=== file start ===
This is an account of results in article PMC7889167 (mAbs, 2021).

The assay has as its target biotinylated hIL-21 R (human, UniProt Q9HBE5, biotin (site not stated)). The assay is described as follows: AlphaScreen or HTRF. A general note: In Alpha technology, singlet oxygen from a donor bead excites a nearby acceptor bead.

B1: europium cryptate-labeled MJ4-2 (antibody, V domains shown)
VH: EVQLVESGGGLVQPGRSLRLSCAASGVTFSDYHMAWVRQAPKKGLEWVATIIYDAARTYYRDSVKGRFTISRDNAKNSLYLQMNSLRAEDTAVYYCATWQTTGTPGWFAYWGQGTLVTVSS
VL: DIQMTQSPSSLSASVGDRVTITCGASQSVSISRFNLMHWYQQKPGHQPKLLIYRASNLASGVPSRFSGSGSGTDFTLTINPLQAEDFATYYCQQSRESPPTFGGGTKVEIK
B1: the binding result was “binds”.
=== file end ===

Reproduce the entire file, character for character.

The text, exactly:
This is an account of results in article PMC7889167 (mAbs, 2021).

The assay has as its target biotinylated hIL-21 R (human, UniProt Q9HBE5, biotin (site not stated)). The assay is described as follows: AlphaScreen or HTRF. A general note: In Alpha technology, singlet oxygen from a donor bead excites a nearby acceptor bead.

B1: europium cryptate-labeled MJ4-2 (antibody, V domains shown)
VH: EVQLVESGGGLVQPGRSLRLSCAASGVTFSDYHMAWVRQAPKKGLEWVATIIYDAARTYYRDSVKGRFTISRDNAKNSLYLQMNSLRAEDTAVYYCATWQTTGTPGWFAYWGQGTLVTVSS
VL: DIQMTQSPSSLSASVGDRVTITCGASQSVSISRFNLMHWYQQKPGHQPKLLIYRASNLASGVPSRFSGSGSGTDFTLTINPLQAEDFATYYCQQSRESPPTFGGGTKVEIK
B1: the binding result was “binds”.